Making Sense of Unspeakable Tragedy

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The Jewish world united in grief this week, shocked at the inexplicable tragedy that claimed seven children in Brooklyn, N.Y. Like many parents here in Baltimore and beyond, my heart reached out to Gabriel Sassoon, the father who had spent Shabbat at a religious conference and was thus saved, his wife Gayle and their 15-year-old… Read More

The Importance of Unity

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The people have spoken, but by the time you read this, we probably don’t know fully what they said. All that we really know for sure is that history was made Tuesday in Israel’s much-anticipated parliamentary elections. With a vigorous turnout that hasn’t been seen in years, Israelis went to the polls to choose from… Read More

A Matter of Survival

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Not since the bombing of the Alfred P. Murrah Federal Building in Oklahoma City in 1995 has the threat of homegrown terrorism been so real to so many Americans. In the years since, Islamist radicals, albeit foreign-born, have proven their ability to wreak havoc on American soil, while just last month a White House conference… Read More

This is Friendship?

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No sooner had Israeli Prime Minister Benjamin Netanyahu left the House of Representatives chamber, where, at a joint meeting of Congress, he delivered an impassioned plea for the United States to abandon the present contours of a nuclear deal with Iran, that the White House castigated the remarks and their speaker as “all rhetoric [and]… Read More

Taking Matters into Our Own Hands

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The story of Purim is one of deliverance, of the miraculous change in fortune of a persecuted people who maintained their faith through the most trying of times. That we can celebrate it today is a testament to the Persian Jewish community’s self-sacrifice of more than 2,300 years ago and an inspiration for the millions… Read More

On Relevance, Survival

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In 2010, demographers working for The Associated: Jewish Community Federation of Baltimore concluded that this area accounted for 93,400 Jewish persons, a 2 percent increase from the decade before, according to a similar communitywide study done in 1999. In 1985, the statistic stood at 91,700. These numbers are nothing new, of course, as the last… Read More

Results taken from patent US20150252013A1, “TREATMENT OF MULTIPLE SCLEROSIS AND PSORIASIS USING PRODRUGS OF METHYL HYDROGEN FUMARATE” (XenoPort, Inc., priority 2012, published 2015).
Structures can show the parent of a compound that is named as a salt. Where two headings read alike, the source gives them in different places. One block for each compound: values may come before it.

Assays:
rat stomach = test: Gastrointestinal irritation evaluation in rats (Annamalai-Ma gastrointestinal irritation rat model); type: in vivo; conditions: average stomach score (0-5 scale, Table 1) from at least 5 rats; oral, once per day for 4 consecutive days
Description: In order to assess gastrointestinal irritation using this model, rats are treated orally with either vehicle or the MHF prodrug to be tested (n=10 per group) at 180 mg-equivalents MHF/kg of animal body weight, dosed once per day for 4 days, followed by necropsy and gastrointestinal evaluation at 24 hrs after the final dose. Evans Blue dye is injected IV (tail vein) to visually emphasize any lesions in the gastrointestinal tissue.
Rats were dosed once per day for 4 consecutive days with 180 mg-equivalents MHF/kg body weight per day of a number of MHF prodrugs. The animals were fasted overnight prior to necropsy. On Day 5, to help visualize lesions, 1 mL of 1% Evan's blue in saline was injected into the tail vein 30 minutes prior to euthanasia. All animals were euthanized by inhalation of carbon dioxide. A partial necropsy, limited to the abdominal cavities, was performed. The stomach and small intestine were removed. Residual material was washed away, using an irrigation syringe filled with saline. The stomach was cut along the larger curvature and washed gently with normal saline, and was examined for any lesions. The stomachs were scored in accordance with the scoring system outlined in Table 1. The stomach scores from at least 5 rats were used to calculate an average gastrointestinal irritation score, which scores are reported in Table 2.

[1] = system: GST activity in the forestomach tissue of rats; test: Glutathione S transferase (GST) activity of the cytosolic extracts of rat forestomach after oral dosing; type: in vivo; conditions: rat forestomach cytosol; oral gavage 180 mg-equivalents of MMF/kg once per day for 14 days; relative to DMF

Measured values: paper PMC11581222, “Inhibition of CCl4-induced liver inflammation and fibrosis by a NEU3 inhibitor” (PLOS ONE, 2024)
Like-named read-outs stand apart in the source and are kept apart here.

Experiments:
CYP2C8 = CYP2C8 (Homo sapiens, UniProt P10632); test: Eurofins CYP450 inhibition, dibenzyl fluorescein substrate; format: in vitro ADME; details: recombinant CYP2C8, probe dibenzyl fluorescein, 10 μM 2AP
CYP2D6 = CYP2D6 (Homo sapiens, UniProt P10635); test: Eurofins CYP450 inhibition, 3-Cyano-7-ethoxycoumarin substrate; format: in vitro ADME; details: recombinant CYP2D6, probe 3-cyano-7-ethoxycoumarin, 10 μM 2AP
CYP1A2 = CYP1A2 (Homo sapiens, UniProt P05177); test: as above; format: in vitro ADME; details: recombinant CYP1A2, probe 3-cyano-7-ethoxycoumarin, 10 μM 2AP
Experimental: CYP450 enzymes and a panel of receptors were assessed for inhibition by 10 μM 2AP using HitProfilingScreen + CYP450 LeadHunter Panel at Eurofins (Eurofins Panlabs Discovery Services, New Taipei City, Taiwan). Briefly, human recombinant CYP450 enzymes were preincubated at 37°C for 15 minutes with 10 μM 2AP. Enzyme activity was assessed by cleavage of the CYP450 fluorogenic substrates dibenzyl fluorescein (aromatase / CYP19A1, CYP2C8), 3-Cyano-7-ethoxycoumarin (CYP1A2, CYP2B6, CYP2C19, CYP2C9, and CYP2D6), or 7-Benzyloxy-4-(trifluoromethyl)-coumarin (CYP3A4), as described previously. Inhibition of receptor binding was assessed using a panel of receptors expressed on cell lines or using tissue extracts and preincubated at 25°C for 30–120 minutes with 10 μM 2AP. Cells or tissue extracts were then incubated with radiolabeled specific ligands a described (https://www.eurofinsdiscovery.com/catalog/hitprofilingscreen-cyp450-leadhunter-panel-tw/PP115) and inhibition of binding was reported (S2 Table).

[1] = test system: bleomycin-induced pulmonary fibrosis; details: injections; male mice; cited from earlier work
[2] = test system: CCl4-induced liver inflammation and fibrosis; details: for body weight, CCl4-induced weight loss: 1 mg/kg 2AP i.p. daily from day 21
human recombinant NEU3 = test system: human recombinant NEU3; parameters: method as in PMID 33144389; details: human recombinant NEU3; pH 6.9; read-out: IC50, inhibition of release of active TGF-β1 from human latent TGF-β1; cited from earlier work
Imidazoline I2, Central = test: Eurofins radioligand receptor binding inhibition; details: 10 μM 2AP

The End Goal: Acceptance

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In opening his tale of sin and repentance in 17th-century Boston, Nathaniel Hawthorne observes that “the founders of a new colony, whatever Utopia of human virtue and happiness they might originally project, have invariably recognized it among their earliest practical necessities to allot a portion of the virgin soil as a cemetery, and another portion… Read More

Embrace Our Values

There was a time when an employer could legally discriminate against a disabled employee, when disabled individuals could legally be excluded from public facilities, when a business could withhold services from a disabled customer. And it wasn’t that long ago. Can you believe it? With an eye on the seventh consecutive year in which Jewish… Read More

All for One

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To travel through the Negev Desert is to subject your senses to a sustained assault. There’s the elevation changes, the winding roads, the soaring heat. But there’s also the beauty — the wonder that is the Ramon Crater, the inexplicable colors that use the region’s sandstone as their palette. It is here that David Ben-Gurion,… Read More

Let’s Hear From All Voices

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Writing in the 10th installment of “The Federalist Papers,” James Madison decries the power of unchecked factions to destroy societies. In pathologic systems of government, he writes, “measures are too often decided, not according to the rules of justice and the rights of the minor party, but by superior force of an interested and overbearing… Read More